Fashion in 2021: Embracing positive change following a challenging 2020
This year will be less about survival and more about making the necessary changes to thrive....
Last year was the worst on record for fashion, but that could be the push that industry needs to embrace change. The future of fashion is online, contactless and sustainable, and now is the perfect time to prepare.
With brick and mortar stores closed and travel restricted for large parts of the year, brands had to react quickly to sudden changes to regulation, shopping habits, and consumer demands in 2020.
According to McKinsey’s The State of Fashion 2021 report, online sales jumped by 15% in 2020, with offline sales falling by the same margin. For those with an established online presence, this has helped to offset some of the damage caused by Covid-19. Luxury fashion group Kering, for instance, saw its share of online revenues double while stores were shuttered.
Others, however, have been less fortunate. As stores reopened, those in the made-to-measure space continued to struggle. Even as restrictions were eased during the summer, revenues on London’s famed Savile Row were estimated to be down 85% due to lingering fears and disappointing footfall.
As brands fought to survive, there was also the challenge of keeping up with rapidly changing consumer demands. According to OnBuy, 75% consumers claimed they are more uncomfortable visiting fashion stores than any other type of retailer, ensuring safety was and remains paramount.
Other industry trends have been accelerated too. The pandemic has stressed the need to improve our health and, subsequently, our environment. Consumers care about the environmental crisis now more than ever – more than half of young consumers plan to buy higher-quality garments that last longer to reduce their impact, which could spell trouble for fast fashion.
Learn from 2020 to survive 2021
There’s no denying that 2020 was bleak, but the pandemic doesn’t have to be a disaster for fashion. It could be the push that fashion needs to prepare itself for the future.
McKinsey estimates that fashion industry profits should return to 2019 levels by the end of 2023 — but first, businesses must learn and adapt.
Digital transformation is now
Digitalization has been a buzzword for decades, but in 2021 it’s truly a matter of now or never. Online sales rocketed last year and are expected to remain high in key geographies such as the US, Europe, and China.
Consumer behavior is likely to have been permanently altered too. Whether due to health concerns or that we’ve simply grown used to staying at home, robust online shopping experiences will be important to survival and growth in fashion in 2021.
As more of the Gen Z demographic reaches consumer age, online sales will continue to grow. According to Accenture, 40% of Gen Z make more than 50% of their apparel purchases online.
YourFit: With just 2 photos your customers get a quick size recommendation personalized to their body data
However, soon enough, simple e-commerce stores won’t be enough for consumers that demand tech-driven experiences. Innovations, such as 3DLOOK’s YourFit and Mobile Tailor online human body measuring solutions, can provide customers with accurate size and fit recommendations using a smartphone device. These solutions help to provide customers with a contactless online experience that lives up to physical retail from the comfort of their home while reducing online fashion’s high (and costly) rate of returns.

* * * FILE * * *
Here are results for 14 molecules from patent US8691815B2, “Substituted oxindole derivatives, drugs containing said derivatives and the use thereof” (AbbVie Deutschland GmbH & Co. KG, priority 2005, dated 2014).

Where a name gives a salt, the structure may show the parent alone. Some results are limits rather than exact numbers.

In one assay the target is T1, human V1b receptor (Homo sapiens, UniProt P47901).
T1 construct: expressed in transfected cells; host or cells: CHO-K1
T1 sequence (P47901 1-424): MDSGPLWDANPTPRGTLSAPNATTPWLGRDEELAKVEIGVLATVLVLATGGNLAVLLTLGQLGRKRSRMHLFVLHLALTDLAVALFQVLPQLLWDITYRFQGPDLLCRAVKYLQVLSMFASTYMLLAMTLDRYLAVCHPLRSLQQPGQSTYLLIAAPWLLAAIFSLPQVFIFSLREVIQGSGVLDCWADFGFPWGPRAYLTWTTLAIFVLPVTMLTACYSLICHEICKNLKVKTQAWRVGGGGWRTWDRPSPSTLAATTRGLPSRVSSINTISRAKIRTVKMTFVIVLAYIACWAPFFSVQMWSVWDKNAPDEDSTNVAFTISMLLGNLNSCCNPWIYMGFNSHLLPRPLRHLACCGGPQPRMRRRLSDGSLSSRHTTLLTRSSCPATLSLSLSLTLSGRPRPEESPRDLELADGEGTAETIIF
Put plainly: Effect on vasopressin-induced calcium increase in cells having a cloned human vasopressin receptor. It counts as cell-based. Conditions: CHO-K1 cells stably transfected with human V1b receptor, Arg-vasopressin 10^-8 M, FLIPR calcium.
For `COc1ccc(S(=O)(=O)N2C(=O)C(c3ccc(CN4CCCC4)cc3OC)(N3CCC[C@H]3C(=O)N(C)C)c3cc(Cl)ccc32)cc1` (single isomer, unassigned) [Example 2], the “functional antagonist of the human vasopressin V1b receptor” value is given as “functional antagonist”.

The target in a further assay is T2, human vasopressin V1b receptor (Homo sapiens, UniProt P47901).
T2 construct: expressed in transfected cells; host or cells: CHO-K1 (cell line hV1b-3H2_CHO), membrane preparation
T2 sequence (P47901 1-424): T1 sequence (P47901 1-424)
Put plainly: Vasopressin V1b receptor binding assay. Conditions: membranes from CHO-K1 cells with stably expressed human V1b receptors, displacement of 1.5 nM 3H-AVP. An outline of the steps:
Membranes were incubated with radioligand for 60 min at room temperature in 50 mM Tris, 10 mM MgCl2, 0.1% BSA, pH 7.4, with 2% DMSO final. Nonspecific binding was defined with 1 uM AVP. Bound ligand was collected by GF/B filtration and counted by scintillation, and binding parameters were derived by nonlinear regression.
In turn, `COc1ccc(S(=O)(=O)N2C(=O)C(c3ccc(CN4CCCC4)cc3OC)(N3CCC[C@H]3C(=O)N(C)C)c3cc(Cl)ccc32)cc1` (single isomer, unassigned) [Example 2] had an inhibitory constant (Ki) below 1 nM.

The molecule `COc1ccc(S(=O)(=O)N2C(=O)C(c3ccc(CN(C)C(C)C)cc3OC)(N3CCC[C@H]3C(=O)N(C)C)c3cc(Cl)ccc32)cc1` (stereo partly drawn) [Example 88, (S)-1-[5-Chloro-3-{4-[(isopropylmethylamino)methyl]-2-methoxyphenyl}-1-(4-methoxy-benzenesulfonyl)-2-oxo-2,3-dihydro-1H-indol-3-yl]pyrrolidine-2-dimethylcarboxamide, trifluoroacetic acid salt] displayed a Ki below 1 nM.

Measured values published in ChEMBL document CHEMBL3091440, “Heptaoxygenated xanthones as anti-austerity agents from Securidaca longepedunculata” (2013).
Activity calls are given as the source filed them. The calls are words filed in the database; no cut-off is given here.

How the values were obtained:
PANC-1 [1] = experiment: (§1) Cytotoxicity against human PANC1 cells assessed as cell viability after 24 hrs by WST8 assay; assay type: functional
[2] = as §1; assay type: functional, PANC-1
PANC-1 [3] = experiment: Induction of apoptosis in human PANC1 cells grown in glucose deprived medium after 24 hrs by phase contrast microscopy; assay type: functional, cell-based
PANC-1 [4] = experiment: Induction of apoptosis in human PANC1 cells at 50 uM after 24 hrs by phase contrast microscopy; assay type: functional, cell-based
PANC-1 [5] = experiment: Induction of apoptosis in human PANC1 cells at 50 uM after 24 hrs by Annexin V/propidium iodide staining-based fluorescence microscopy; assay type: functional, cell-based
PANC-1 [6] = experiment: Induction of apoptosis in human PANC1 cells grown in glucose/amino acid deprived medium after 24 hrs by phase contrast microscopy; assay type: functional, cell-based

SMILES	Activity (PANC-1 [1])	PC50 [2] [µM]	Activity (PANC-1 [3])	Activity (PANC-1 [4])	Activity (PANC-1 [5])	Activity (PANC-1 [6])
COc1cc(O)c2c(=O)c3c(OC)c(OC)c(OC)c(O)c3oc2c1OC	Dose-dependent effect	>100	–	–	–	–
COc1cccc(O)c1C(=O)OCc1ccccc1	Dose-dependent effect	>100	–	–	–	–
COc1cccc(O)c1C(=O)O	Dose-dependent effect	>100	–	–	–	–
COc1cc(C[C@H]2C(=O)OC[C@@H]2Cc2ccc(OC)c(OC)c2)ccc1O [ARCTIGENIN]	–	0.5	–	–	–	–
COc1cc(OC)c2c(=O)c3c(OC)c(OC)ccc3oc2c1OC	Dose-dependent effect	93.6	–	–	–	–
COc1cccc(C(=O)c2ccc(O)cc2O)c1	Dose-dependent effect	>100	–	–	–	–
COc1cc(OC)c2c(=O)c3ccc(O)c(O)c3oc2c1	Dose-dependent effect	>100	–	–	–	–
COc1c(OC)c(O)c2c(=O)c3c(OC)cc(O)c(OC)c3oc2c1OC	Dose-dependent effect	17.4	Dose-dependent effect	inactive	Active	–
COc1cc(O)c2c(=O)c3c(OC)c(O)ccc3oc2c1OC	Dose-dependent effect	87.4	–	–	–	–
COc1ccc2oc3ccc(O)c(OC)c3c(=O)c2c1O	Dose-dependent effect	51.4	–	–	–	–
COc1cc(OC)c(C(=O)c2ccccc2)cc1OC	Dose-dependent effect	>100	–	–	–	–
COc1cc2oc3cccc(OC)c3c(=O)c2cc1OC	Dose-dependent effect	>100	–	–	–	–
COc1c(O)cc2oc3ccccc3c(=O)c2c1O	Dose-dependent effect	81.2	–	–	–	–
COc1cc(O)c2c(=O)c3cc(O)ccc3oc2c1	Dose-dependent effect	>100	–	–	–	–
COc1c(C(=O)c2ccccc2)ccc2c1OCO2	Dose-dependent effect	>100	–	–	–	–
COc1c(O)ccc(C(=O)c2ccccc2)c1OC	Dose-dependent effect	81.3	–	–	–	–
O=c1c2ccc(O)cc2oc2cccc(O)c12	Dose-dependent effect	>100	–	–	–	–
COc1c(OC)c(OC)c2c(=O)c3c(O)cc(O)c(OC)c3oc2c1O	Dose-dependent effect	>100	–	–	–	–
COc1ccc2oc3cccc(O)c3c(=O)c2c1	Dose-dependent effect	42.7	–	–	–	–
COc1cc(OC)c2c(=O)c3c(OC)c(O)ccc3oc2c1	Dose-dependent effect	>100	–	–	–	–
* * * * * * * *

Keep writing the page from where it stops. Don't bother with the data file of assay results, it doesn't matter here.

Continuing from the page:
Many brands took the opportunity to experiment during the pandemic. We saw industry leaders like Marc Jacobs, Dior and Mugler make use of virtual worlds and augmented reality to increase engagement. With 71% of fashion executives expecting online business to grow by more than 20% in 2021, it is those that truly embrace digital that will emerge as winners.
Creativity isn’t all that matters
Behind digital, industry executives expect sustainability to present the biggest opportunity in 2021 according to McKinsey. Despite talk of luxury and tailor-made fashion’s demise, these categories are likely to bounce back in 2021. In fact, 31% of industry executives predict that luxury fashion will experience better conditions in 2021 as consumer desires shift from buying experiences to buying things.
Pangaia’s puffer coat, whose filling is made with flowers in a bid to offer a cruelty-free alternative to duck or goose down. Source: Pangaia
However, consumers will expect brands to reduce their environmental impact. Brands are already considering ways to do so by streamlining product ranges and supply chains. However, businesses must effectively utilize data to ensure changes benefit the company, its supply chain, and it’s customers. Solutions such as 3DLOOK’s YourFit can help brands to collect the data required to design, manufacture, and sell products effectively, minimizing return waste and surplus stock.
Creativity in fashion is only part of the package. Data can ensure that the garments you produce are desired by consumers before they hit the racks. Not only for the environmental benefits but to minimize losses during this period of recovery.
It’s time for change
The past year has been tough, but Covid-19 has served as the accelerant for fashion and retail trends that were imminent. These fashion and retail trends were already coming. The pandemic has simply reduced the time that businesses have to act.
This year will be less about survival and more about making the necessary changes to thrive. Get in touch to learn how 3DLOOK’s YourFit and Mobile Tailor solutions can help you to prepare for the changes ahead.